A visitor to your website is more likely to look at the navigation menu and logo area before anywhere else on your home page. So when it comes to the navigation menu, first impressions are utterly important. As the single most important feature of your website, the menu bar deserves careful planning and attention when designing.
This post is basically a lowdown on the WordPress menu: what makes it tick, where it lacks, and where it totally misses the mark.
Let’s start with the bad.
The WordPress Menu: The Bad
By and large, the default WordPress menu is a simple affair and it perfectly fits with what the creators of WordPress intended the system to be – simple to use. By default, WordPress automatically populates the menu when you add static pages to your site (go ahead and create a static page on a fresh WordPress installation to see this in action).
However, for all its simplicity, this is actually a bad thing because it is limiting. When the menu is populated automatically, you don’t have control over the order in which individual menu items are displayed. You might have noticed also that every static page created will appear on the menu and yet you may not want all pages to appear on the menu. Lastly, a menu that is automatically populated contains only static pages and no posts.
Obviously this is limiting and you should never design your blog this way. However, WordPress is a flexible system so you can expect that there’s a way out, which brings us to the good part.
The WordPress Menu: The Good
While the default menu may be limiting, you can depend on WordPress to give you a way to get exactly you want. In fact, if you know how template tags work, you can have total control of how your menu works (and many other features). However, our focus here is to make the menu do what we want in a user friendly way. That means creating the menu visually in the admin panel and this is where WordPress shines. It offers a powerful way to create and manage your menus visually although this may not be apparent initially.
First, you need to create the menu: Appearance > Menus. Provide the menu name and click the Create Menu button. Then, you can create the individual menu tabs from the options on the left – i.e. Pages, Links, and Categories. It’s pretty straight forward. If you’ve created static pages, they will show under the Pages tab when clicked.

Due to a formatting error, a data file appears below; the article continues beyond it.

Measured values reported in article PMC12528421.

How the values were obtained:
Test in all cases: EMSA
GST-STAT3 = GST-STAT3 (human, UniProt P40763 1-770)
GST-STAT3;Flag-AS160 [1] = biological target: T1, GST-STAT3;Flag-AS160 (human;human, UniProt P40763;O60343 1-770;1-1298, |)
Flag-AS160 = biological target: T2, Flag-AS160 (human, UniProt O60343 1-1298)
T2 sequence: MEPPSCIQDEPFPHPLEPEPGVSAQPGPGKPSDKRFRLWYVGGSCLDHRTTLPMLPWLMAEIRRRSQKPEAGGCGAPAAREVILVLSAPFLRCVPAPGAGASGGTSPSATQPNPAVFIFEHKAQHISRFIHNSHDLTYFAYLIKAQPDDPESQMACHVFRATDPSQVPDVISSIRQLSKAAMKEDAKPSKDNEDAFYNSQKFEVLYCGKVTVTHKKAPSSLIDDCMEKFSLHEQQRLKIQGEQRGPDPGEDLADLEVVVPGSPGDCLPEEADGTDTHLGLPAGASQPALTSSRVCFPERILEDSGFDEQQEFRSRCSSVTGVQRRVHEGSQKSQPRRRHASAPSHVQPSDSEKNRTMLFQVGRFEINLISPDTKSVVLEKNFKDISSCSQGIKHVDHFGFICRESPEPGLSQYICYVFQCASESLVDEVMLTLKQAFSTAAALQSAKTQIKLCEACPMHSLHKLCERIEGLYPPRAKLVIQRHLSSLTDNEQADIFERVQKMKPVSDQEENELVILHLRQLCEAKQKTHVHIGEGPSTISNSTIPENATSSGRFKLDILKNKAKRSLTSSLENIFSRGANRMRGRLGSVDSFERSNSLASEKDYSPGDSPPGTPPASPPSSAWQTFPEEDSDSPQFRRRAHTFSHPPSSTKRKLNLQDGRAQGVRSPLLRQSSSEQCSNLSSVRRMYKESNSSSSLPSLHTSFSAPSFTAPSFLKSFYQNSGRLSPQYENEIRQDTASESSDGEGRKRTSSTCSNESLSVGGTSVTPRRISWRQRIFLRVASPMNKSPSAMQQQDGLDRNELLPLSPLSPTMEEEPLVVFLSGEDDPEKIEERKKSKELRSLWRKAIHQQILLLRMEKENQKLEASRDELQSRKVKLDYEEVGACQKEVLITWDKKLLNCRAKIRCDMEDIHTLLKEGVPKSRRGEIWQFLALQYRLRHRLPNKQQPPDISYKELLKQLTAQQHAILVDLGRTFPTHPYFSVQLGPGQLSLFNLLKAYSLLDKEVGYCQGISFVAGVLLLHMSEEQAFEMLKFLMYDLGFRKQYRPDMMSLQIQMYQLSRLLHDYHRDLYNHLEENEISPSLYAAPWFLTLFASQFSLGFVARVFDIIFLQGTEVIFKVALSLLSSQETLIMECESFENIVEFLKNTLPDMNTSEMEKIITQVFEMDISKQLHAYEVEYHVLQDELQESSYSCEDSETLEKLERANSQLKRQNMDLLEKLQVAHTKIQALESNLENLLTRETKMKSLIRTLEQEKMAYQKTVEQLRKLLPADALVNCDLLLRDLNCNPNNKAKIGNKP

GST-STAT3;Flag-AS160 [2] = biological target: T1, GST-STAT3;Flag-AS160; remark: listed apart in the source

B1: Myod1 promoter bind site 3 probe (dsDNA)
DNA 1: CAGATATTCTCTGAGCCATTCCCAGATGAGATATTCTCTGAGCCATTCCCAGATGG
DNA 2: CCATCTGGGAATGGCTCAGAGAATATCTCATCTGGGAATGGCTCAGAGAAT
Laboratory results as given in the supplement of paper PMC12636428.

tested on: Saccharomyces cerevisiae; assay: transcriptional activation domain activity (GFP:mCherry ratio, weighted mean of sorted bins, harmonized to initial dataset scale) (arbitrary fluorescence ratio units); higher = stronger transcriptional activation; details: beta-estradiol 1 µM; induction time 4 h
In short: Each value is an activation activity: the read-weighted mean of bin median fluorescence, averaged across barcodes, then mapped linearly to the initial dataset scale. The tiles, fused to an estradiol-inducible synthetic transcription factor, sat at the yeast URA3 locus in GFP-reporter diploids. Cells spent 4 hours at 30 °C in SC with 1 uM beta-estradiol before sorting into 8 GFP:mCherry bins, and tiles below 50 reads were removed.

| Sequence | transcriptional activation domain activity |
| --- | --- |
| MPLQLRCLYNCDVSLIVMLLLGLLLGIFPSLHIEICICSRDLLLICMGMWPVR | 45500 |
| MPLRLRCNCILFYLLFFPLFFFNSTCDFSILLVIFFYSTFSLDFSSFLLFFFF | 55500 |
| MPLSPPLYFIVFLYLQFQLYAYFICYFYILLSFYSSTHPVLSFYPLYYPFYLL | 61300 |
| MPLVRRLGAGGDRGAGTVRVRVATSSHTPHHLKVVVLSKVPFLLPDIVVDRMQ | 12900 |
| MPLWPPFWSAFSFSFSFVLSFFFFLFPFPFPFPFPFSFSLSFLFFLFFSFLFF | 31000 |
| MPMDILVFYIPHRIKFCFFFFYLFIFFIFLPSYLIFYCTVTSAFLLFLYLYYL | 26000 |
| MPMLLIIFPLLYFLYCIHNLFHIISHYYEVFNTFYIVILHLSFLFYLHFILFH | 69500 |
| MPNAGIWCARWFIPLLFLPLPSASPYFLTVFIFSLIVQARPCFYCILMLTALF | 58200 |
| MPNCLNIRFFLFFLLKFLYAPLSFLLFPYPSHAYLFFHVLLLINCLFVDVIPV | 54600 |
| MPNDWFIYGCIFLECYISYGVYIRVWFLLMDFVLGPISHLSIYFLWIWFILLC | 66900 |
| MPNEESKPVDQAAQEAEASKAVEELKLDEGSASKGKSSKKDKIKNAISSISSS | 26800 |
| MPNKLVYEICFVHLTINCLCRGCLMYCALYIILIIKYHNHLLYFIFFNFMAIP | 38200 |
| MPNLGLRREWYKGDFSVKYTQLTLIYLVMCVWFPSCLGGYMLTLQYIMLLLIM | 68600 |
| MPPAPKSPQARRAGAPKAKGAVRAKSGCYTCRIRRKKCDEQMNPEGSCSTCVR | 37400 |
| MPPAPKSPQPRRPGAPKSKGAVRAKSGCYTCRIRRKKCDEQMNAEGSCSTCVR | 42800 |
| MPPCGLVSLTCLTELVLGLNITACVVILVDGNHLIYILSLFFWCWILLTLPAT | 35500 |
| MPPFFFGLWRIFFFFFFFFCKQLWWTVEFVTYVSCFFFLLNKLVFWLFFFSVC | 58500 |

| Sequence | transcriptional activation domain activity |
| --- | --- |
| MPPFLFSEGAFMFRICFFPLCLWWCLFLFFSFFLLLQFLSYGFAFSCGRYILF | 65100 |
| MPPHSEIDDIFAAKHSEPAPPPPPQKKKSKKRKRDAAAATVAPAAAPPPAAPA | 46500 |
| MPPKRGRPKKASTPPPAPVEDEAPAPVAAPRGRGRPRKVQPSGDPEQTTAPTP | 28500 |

If you want a page to be a menu tab as well, simply check the box beside it and click on the Add to Menu button.
Next, you can create a menu tab as a direct link under the Links option.
The link may be redirecting to an outbound site or it may be an anchor tag linking to a particular spot within your site. The choice is yours.
Finally, the Categories option works in a similar fashion to the Pages option; all posts you’ve created under a particular category will appear as an archived list in that particular category.
You can make that category a menu tab by checking the relevant box and clicking on the Add to Menu button.
Creating sub-menus is a matter of clicking and dragging, with a slight indent to the right.
Once you’ve created your menu (or menus), you can determine where on your pages to display them. Almost every theme out there supports at least one menu location. The TwentyThirteen theme that I’m using for the screenshots supports one menu location.
Even if your theme doesn’t support multiple menu locations, you can easily add that support by adding a few lines of code into your functions.php file.
However, the easiest way to add another menu location to your theme is by creating the menu as a sidebar widget. Just choose a sidebar of your choice and drag a menu widget onto it. Choose a name for the widget and select a menu to display (you should have created the menus already), and that’s it.
That’s a really powerful way to control what appears on your navigation menu and in what order. This is called a custom menu, all built using the Menus feature on the dashboard.
That being said, you might have noticed still that the built-in custom menu feature is somewhat lacking as well, which brings us to the ugly part.
The WordPress Menu: The Ugly
While the default menu style is a simple drag and drop affair, you can only use the predefined options of Pages, Links, and Categories as your menu item links. What if you wanted a menu tab to be something other than those three, say a search bar? Obviously, the default Menu feature doesn’t allow us to add a custom item. For a user who is only familiar with the front-end side of WordPress, this is definitely limiting.
There’s certainly a workaround but you need to be familiar with how to use hooks and filters, which many WordPress users aren’t familiar with.
We’ve seen that the default way WordPress creates menus automatically can be rigid. We’ve also looked at the much better alternative it offers through custom menus built using the powerful visual Menus feature.
Finally, we’ve also seen a potential limitation of the visual menu builder. Hopefully, you have a better appreciation of the strengths and weaknesses of the WordPress menu and how to work around the shortcomings. Plan your menu in advance. Create pages and categories and then decide on how you want users to access them.
What do you think about the WordPress menu? Do you find it straightforward, confusing, or lacking? I’d love to hear your thoughts!